View Full Version : Why I like "Hold On, I'm Coming" by Sam and Dave - The Emotional Version

Scabrous Birdseed
09-01-2003, 23:57:05
Some Background: "Hold On, I'm Coming" is a 1965 song, written by Isaac Hayes and David porter and produced by the same duo. It's backed by Booker T and the MGs, and the Memphis Horns, and features Sam Moore and Dave Prater on lead vocals. Sam sings the first verse, the repeat of it and backing vocals on Dave's stuff, Dave the second verse and the sort of extended bit during the final repeats of the chorus. They both sing the chorus, and half of the bridge each. In the emotional review below I'll use the terms "verse", "bridge" and "chorus", mainly 'cause I don't fancy going through the song with a stop watch and saying stuff like "the bit between 2:46 and 3:01 is really fast and happy..." etc.

The Review: Already at the start, you know this one's gonna hit you hard.

The trumpet that starts uss off has an incredible amount of energy, and yet seems to maintain a certain cool, as if it knows it's going to build up to something much greater. There's a bit coming out from the guitar that just feels like it's just rising and rising- where will it go from this already brisk pace?

The singer comes in, almost rushing in, eager to get going. He matter-of factly announces he'll save you if you're in trouble- but then his voice breaks into this incredible underworldy growl when he says certain words and you get a tingling sensiation of absolute pure joy. It's as if he's living in spiritual certainty that he'll come to save you, as if he exhorts you to share his belief, get swept away in the rising, hypnotic tide of the guitar in the background.

Then the chorus kicks in, and you're surrounded by a mesmerising buzz and there are suddenly two singers, singing together yet appart. Many instruments surround you, driving you onwards. Hold On, I'm Coming!

The next verse is slower*, more deliberate and with a different, less spiritual singer. The first man growls encouragement in the background, to almost greater effect than when he sung himself, and the second chorus is impossibly even more full of instruments and sounds than the first.

Before the final push, for you know in your heart one will unavoidably come, the song turns tender for a moment, but just as primal- only more sexual. "Look to me for satisfaction" says the second singer. Then the first singer, the heavenly growler, comes in and pushes the two together, sexuality rising to spirituality. Rowr!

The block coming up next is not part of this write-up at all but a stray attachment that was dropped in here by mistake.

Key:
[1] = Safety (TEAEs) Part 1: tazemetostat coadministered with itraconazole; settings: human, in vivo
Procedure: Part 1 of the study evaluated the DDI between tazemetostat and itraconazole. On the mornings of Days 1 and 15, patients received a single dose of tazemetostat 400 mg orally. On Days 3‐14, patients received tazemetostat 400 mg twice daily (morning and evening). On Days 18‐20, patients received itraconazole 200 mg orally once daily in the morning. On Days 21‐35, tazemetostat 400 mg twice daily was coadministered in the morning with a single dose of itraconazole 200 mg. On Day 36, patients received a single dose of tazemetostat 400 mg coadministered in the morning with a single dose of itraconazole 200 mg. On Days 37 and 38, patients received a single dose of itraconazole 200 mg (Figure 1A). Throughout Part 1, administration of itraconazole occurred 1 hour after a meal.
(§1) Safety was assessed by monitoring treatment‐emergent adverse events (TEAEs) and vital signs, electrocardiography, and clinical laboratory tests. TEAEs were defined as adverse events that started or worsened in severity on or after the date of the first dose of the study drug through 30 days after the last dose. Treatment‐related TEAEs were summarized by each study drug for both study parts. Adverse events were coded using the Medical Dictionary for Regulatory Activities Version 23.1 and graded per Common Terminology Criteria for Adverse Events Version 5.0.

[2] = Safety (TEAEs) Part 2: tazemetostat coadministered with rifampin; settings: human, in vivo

After a brief but utterly cool guitar solo acommpanied by rising horns as if to mark an infinate buildup, it starts all over again, with the trumpets then the first verse, but this time it all seems more, more energetic, more growly, more gorgeous. The final chorus is the largest moment yet- the entire orchestra joining together in a grand celetial scream.

And then they up it a notch AGAIN. The trumpet, reigning supreme like in the beginning, and the voice compete to outdo each other in the energy terms and fit each other perfectly. The voice (singer two) becomes a mere pleading, with the growling pastor beseeching, beseeching you to hold on. With that final release of pure hypnotic energy, the song ends.

That's it. There is no subtlety. It's just an intensely rhythmical, hypnotic track which manages to build up to enormous hieghts of spiritual and emotional energy. A real kick.

*By accident. The Stax studio recorded in almost live surroundings- the take was emotionally right so they kept it. Such spontaneity is certainly missing from many more recent recordings.

10-01-2003, 00:10:38
Oh my, a song Snapcase likes ... I just had to download it. And guess what ...

It's actually pretty good. I like it. :)

Surprise. :D

10-01-2003, 09:23:25
I think that's the best thing I've read by Snapcase. :D

10-01-2003, 09:54:05
Hold on, I'm gonna cum.

10-01-2003, 12:24:37
Originally posted by Funkodrom
I think that's the best thing I've read by Snapcase. :D

It's the first thing I actually understood. :D

10-01-2003, 12:27:30
That's why it's the best thing he's written. :D

10-01-2003, 13:37:14
He uses the term energy far too much.

Scabrous Birdseed
10-01-2003, 15:07:17
I hate the review too. It's crap, one-track and lacks any kind of depth.

10-01-2003, 15:08:46
You hate it because it's completely lacking in pretentious-sounding technical bullshit.

Scabrous Birdseed
10-01-2003, 15:11:37
True. I'm after a certain colloquial/overtechnical contrast in my review style, to give it a bit of a humorous edge. This one isn't even faintly funny.

10-01-2003, 18:51:42
Those other ones are supposed to be funny?

It might not be funny but you see how it made Mightytree, who normally argues with you about whatever you say, go out and download it and like the song?

10-01-2003, 19:37:10
I didn't really download it because of the review. I downloaded it because this is the first time I've seen Snapcase say he likes a certain song/band. And I was just curious what it is. :D

10-01-2003, 19:44:40
But yes, I'd certainly take what Snapcase says about music more serious if his reviews were like this.

Scabrous Birdseed
11-01-2003, 01:02:00
You're practically prompting me to do a proper review of the song the way I'd want to do it, without ridiculous constraints.

It's late now, though. Expect one tomorrow.

11-01-2003, 01:15:38
Snappy, don't pander to these fools, they're just talking shit.

11-01-2003, 01:26:02
:D :lol:

11-01-2003, 01:45:23
This is the internet generation we're talking about (and to). Their warped by MTv minds can't get their heads around a new idea or unconformist point of view. In an infinate sea of mediocrity Snappy dares to have a unique perspective. I say Respec' to that.

11-01-2003, 14:31:11
I agree.

Still is funny arguing with him. :)